Ten years since the GFC!

First, just in case you notice some changes in format here. I am now posting via Chrome, as Microsoft Edge in my Windows 10 no longer displays the log-on box from WordPress.com. There are also issues, I suspect, with Facebook chat — where a cousin of mine noted that Edge is only good for downloading a better browser!

OK, last night on 7.30 we were reminded that it is ten years since the Global Financial Crisis, to which our then Labor government responded — comparatively — quite brilliantly. See Inside Australia’s GFC response: Government wargamed financial disaster scenarios.

So I looked back to my blog for September 2008.

Self-portrait?

22 SEPT 2008

Interpret this as you will! 🙂

pers

And:

Strange things in the boot of Malcolm Turnbull’s limo…

28 SEPT 2008

Consider Eric Abetz. Now here is a man who knows left-wing bias when he sees it: any lack of resemblance to Quadrant or deviation from the Australian Christian Lobby is clearly a Communist Plot. Now he wants Q&A “regulated” — not just the show, but the audience — despite the good showing his new leader made there last week, and despite the fact that, much as I hate to admit it, Q&A actually made me warm a little towards Julie Bishop!

SENIOR Liberal Eric Abetz believes the ABC TV political talk show Q&A has failed in its attempt to provide a representative cross-section of the community because the audience was overwhelmingly made up of Labor and Greens voters.

The figures, provided to a Senate committee, show that for seven episodes there were on average double the number of Labor and Greens supporters in the audience as Coalition supporters.

In some episodes, Coalition supporters made up as little as 10 per cent of the audience, with an average of 20 per cent. Labor and the Greens accounted for as much as 54 per cent of the audience, which participates, with an average of 50 per cent.

Senator Abetz said: “The ABC has to immediately rectify these figures for the remaining episodes of Q&A this season.”…

Just when some were thinking, or Malcolm Turnbull was having us believe, that this creepy Howardism was dying Eric lands feet first with his hobnailed boots firmly on our faces. Thanks for reminding us why we wanted the Howard government to go, Eric! Well done. We will be very careful to scrutinise the blandishments of Malcolm Turnbull from this moment on…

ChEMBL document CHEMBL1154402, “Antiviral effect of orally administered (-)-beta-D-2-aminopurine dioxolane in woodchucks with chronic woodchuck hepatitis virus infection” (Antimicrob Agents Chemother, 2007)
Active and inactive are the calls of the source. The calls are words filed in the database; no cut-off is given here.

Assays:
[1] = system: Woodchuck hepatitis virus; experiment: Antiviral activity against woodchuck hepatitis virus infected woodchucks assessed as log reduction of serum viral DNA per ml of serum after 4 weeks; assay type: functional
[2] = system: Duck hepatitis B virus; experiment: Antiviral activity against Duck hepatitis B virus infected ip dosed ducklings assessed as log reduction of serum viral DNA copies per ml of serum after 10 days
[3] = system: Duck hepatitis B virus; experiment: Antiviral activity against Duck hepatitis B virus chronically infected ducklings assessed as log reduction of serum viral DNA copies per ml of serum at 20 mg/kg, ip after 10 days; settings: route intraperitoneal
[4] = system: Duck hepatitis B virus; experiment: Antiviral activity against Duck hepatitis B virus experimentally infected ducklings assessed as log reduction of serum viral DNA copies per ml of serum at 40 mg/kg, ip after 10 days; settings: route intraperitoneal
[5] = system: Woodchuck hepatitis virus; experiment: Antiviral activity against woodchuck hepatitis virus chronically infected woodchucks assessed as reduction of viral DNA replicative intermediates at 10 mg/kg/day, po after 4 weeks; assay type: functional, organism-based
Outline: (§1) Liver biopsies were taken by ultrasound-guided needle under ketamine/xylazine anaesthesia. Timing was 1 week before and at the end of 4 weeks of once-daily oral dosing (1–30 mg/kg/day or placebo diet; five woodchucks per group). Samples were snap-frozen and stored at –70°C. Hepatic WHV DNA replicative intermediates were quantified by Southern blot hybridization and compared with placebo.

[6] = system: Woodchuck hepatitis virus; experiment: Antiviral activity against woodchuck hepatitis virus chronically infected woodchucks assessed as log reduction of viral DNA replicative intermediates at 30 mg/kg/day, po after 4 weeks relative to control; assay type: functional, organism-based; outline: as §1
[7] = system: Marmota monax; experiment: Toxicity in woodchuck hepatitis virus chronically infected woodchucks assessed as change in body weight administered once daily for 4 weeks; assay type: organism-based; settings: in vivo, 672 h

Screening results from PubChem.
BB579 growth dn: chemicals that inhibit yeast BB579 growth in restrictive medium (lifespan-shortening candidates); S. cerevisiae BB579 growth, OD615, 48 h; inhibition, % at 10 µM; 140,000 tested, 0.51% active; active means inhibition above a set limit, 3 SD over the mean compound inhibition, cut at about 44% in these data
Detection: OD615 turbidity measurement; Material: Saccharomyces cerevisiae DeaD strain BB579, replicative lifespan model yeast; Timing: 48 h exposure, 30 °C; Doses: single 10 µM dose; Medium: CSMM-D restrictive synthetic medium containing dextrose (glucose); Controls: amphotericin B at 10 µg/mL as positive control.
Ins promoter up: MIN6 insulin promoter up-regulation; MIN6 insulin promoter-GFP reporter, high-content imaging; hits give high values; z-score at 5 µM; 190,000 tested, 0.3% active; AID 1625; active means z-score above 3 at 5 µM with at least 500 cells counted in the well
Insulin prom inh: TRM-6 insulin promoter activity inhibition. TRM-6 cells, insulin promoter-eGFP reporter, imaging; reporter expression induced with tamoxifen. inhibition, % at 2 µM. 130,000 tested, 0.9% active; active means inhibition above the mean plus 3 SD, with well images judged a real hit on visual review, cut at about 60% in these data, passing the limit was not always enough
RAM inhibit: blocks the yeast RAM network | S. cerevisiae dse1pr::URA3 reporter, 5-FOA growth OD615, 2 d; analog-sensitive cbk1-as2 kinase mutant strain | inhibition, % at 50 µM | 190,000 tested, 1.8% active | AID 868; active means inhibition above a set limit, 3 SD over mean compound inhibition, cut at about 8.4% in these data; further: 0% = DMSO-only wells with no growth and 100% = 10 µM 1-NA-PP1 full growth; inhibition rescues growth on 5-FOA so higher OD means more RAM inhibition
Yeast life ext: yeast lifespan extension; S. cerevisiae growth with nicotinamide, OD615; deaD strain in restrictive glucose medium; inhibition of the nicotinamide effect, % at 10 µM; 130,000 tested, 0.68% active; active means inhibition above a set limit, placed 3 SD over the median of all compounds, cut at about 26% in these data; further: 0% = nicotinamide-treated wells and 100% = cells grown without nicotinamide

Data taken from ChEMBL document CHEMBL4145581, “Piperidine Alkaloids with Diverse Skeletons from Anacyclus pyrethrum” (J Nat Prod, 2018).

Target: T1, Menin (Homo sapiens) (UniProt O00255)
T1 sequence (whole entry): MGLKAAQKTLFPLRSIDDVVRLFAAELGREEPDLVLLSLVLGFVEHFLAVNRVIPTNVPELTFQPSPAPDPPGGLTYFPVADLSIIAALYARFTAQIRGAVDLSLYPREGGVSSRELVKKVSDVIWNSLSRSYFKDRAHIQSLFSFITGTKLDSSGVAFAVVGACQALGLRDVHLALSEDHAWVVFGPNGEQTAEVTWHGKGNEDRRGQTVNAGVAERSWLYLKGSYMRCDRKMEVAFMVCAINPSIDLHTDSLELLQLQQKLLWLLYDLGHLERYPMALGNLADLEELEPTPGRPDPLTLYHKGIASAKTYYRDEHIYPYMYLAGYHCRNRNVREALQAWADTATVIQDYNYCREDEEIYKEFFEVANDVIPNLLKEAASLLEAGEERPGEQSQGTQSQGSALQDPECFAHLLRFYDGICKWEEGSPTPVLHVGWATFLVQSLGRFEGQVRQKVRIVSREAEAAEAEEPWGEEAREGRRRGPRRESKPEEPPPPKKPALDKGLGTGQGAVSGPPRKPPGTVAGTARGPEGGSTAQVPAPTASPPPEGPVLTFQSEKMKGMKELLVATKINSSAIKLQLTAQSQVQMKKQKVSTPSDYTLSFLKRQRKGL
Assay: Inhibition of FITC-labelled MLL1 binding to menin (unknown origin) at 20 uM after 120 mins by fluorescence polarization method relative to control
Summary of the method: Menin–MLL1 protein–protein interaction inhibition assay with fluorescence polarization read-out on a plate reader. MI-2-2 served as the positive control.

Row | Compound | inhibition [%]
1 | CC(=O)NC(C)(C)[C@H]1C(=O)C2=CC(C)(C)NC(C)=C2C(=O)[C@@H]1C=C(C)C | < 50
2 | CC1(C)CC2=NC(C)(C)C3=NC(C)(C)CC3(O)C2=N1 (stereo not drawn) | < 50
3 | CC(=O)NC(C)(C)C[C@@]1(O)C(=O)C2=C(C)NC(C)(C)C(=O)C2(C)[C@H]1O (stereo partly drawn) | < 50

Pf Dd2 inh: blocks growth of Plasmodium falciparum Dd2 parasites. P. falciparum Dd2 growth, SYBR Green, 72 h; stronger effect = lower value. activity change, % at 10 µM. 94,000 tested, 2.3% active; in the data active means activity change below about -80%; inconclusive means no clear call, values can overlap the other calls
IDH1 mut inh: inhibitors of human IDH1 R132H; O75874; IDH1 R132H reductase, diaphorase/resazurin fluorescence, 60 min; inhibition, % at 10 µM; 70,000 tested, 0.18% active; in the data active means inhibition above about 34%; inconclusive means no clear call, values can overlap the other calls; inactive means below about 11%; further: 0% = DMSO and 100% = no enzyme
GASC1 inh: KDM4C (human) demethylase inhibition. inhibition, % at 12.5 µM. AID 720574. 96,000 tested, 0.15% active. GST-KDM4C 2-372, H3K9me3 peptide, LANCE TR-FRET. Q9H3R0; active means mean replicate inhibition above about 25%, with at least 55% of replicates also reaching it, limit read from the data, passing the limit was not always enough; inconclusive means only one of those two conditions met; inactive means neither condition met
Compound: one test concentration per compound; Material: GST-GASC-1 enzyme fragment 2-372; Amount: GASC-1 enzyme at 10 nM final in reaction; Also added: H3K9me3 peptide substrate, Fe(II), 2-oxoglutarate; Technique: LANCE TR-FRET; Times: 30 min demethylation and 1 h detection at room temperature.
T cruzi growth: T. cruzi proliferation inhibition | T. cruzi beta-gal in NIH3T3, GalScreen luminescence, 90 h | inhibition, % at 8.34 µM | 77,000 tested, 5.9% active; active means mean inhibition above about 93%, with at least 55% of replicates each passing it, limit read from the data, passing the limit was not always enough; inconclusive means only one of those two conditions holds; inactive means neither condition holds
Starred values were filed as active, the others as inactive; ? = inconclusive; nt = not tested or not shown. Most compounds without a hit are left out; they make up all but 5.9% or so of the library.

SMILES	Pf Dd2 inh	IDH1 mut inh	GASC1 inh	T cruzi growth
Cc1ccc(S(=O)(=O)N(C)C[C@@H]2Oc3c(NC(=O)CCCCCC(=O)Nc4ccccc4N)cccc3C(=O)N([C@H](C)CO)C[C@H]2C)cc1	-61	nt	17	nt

And:

Turnbull triumphans, Wall Street requiem

17 SEPT 2008

 

To take the parochial first, Malcolm Turnbull is now the Leader of the Opposition here in Oz, around three months later than I expected he would be. As the Sydney Morning Herald notes, Now Rudd has a contest. Sure, Turnbull has an ego the size of Jessie the elephant — who lived incidentally in the old Sydney Zoo where Sydney Girls High now is. But then, Disraeli was hardly a shrinking violet, to cite a 19th century English Conservative in comparison. The Rudd government had better perform now, difficult as that will be with an Opposition scenting blood and still playing spoiler. I know that’s politics, but I really wish they could do better than that. One of the best things that could happen for the sake of the country would be for people like Nick Minchin and Tony Abbott to go completely out of fashion. Their approach to politics damages the rest of us. They think it is about winning a game; I think it should be about winning respect and caring for the country. However, the rise of Turnbull does put an intelligent, capable person in the position of alternative Prime Minister, and that has to be an advance. One hopes the Liberal Party moves right away from the narrow, anal, and even at times quite evil, legacy of John Howard.

Annabel Crabb in the Herald this morning did amuse me with this though:

Accounts of the Turnbull ego do differ across the broad church of the Liberal Party.

Some argue it is Milky Way-sized, while his intimate admirers and defenders (whose ranks are fast swelling with opportunists) argue it could probably be squeezed into Wembley Stadium.

The chances of him finding anything about yesterday genuinely humbling, however, are about as good as Zimbabwe’s new power-sharing agreement panning out well.

Now for Wall Street. I could go into cliche mode about the wickedness of capitalism and the sin of greed, but while I may have such thoughts anything I would have to offer would be utterly banal. So I turn to a couple of people much better informed than I am. First, here in Oz, there is Ross Gittins: Worrying only makes things worse.

One good thing about our modern problem of information overload is that, no matter how bad the news, we never focus on it for long. Another day, another crisis. The end of the world is so last week.

I came to that conclusion in the aftermath of the great Wall Street sharemarket crash of October 1987. It was hugely dramatic and quite frightening. And just because most people don’t know what these things prove, doesn’t stop them concluding they must be Very Bad. Sometimes I think the less you understand, the more dire the conclusions you draw. Just to help things along, the media carried pundits predicting that, as in 1929, the great crash would precipitate another great depression (thereby revealing their towering ignorance of the true causes of the Great Depression).